W. Edwards Deming’s used a system that was sensitive to people and quality. In the video it’s mentioned that what Deming was saying was 180 degrees different from what the business schools were teaching and stems for his respect for his fellow people. Through emergence Deming focused on quality as his main way of thinking and that it was a different way that couldn’t be achieved just over night. Nature as a model can be seen in Deming’s attribute of cooperation rather than competition. By enacting fear in a companies’ employees it suppresses worker’s innovation and doesn’t allow them to grow and develop. Like the way a group of fish gather together to avoid being eaten by bigger predators people need to work together to improve camaraderie and create a more peaceful workplace. Although Deming has created a very nice methodology towards how a company should be run many companies through the U.S. still don’t exactly follow his teachings, but there has definitely been a change in how many of them are run.
Dan Pink’s video on Drive was a really fascinating look at what actually motivates us within the business environment. It was surprising to hear that money isn’t always the best motivator when it came to more creative tasks and that by offering more money it can actually lead to poorer performance. I personally thought just the opposite would happen and I really liked Atlassian’s (Software Company) approach to getting better results out of their workers. By allowing their employees to relax and do whatever they wanted it took them out of that strictly structured environment and allowed them to be creative and innovative through their own means. Pink brings up many interesting facts and it was truly a unique insight into what really drives people to work.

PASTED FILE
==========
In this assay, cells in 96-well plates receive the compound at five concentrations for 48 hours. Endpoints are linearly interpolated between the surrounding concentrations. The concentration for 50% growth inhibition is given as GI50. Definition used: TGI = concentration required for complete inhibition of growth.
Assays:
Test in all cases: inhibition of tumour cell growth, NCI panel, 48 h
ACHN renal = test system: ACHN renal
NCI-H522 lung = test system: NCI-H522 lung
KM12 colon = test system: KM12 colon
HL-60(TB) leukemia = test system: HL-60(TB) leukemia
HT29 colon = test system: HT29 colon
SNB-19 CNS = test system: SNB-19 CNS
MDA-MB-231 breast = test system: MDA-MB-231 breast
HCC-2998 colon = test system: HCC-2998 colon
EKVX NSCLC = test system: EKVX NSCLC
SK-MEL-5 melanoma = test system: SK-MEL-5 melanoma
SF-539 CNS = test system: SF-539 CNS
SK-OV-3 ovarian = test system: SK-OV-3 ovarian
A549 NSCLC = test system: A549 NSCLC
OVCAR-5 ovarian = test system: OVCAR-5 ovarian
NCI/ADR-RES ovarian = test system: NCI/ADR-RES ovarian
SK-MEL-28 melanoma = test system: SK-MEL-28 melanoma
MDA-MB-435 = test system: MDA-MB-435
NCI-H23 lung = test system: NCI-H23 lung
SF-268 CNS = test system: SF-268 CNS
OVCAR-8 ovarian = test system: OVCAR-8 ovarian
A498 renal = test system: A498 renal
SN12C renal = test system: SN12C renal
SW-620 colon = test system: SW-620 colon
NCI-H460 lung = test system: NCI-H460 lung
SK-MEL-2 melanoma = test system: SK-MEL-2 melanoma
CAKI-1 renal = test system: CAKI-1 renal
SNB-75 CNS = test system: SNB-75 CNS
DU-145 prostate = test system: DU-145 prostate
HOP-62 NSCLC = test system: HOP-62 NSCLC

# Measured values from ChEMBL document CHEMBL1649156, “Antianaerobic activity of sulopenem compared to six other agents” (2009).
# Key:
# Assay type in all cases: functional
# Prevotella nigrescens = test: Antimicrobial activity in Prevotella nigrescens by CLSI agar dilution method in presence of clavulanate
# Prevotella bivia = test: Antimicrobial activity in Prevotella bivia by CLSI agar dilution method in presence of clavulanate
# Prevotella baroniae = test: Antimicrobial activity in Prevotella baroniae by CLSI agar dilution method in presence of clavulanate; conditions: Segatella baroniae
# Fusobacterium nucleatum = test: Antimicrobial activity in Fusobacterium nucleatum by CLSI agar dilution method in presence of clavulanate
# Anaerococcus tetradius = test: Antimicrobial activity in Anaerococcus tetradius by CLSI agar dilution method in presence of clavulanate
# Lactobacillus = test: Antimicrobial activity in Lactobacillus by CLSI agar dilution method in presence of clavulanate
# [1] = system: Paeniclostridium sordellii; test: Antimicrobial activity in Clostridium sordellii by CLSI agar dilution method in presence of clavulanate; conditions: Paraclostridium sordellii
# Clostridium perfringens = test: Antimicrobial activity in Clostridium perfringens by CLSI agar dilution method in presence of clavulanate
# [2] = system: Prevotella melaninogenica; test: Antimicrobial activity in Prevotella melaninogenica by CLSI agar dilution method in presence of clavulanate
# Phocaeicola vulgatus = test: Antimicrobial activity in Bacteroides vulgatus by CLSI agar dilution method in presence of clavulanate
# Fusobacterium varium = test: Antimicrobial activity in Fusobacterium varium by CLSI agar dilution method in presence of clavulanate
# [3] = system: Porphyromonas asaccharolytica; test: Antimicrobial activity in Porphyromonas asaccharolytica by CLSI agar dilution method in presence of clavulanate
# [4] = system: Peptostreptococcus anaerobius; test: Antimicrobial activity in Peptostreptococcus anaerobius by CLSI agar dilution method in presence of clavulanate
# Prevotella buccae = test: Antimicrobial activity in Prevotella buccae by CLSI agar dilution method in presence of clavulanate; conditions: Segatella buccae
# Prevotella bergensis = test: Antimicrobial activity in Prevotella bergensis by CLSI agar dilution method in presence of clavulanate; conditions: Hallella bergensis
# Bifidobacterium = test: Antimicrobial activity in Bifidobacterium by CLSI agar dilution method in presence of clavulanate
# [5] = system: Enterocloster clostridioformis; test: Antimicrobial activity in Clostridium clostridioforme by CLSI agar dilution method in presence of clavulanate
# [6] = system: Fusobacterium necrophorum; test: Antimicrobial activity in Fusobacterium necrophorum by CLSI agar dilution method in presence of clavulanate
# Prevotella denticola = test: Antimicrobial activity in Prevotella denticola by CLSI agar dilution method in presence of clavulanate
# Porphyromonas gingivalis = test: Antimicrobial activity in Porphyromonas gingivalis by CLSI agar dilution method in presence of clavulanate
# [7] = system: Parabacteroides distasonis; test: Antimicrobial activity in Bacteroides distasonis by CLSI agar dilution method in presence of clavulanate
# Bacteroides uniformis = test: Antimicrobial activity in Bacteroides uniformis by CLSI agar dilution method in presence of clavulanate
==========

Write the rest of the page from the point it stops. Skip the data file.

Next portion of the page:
In the We Feed the World documentary I’ve never seen so much what looks to be good bread thrown away. It’s quite shocking to see that much good food go to waste when so many people don’t have food at all. If somehow that kind of food could be given to populations who need that food many of the world’s hunger and waste of food could be greatly improved. Same could be said for an average grocery store. From what I’m aware of, produce and such have to be thrown out after a certain time on the shelves even if it’s still good food, but I would think a better way is donating it to some local shelter that could use what is still edible food. If issues of the food being old come into play it could be made aware to consumers that the food was on the shelf for however long and that it is up to them if they want to eat it. Because if I was starving I wouldn’t really care if it was on the shelves for a long period of time as long as it’s edible and looks good to eat.